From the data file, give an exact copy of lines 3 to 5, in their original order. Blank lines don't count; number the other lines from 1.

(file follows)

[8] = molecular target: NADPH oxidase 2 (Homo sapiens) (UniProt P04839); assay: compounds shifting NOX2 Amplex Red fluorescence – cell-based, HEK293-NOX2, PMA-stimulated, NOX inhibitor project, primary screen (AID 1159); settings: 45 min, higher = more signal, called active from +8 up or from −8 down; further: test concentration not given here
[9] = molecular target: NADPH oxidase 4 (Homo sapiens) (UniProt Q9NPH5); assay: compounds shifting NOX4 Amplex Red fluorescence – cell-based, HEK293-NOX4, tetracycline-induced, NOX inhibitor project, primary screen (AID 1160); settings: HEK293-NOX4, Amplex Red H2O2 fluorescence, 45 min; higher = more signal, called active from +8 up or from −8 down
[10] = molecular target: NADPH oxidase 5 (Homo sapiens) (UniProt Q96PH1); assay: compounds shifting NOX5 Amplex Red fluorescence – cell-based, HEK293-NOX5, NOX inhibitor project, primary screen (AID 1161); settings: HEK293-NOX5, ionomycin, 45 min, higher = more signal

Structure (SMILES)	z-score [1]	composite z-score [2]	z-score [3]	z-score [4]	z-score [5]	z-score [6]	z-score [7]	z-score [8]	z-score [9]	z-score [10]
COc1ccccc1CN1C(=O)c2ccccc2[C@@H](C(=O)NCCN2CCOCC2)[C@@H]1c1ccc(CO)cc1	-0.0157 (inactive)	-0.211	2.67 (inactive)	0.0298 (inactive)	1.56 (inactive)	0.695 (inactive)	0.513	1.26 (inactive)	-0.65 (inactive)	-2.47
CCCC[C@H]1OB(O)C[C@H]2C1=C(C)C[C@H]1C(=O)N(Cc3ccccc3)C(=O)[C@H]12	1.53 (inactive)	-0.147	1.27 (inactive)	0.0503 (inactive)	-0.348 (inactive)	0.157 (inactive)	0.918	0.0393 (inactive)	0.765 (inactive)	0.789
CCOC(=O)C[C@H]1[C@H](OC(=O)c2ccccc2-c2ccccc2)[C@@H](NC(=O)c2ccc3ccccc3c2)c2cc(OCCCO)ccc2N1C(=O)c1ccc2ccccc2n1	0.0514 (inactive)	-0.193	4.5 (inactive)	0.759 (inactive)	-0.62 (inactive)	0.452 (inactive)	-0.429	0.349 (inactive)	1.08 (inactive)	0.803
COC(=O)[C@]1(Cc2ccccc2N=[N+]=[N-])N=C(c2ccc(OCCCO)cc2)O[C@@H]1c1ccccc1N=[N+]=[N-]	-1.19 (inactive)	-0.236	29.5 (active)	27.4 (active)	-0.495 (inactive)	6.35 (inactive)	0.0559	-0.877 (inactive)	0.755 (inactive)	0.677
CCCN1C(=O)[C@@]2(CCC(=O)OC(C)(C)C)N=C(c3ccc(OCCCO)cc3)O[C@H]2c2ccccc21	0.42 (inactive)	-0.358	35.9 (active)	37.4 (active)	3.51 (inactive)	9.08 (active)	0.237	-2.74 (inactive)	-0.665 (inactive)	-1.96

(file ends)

[10] = molecular target: NADPH oxidase 5 (Homo sapiens) (UniProt Q96PH1); assay: compounds shifting NOX5 Amplex Red fluorescence – cell-based, HEK293-NOX5, NOX inhibitor project, primary screen (AID 1161); settings: HEK293-NOX5, ionomycin, 45 min, higher = more signal

Structure (SMILES)	z-score [1]	composite z-score [2]	z-score [3]	z-score [4]	z-score [5]	z-score [6]	z-score [7]	z-score [8]	z-score [9]	z-score [10]
COc1ccccc1CN1C(=O)c2ccccc2[C@@H](C(=O)NCCN2CCOCC2)[C@@H]1c1ccc(CO)cc1	-0.0157 (inactive)	-0.211	2.67 (inactive)	0.0298 (inactive)	1.56 (inactive)	0.695 (inactive)	0.513	1.26 (inactive)	-0.65 (inactive)	-2.47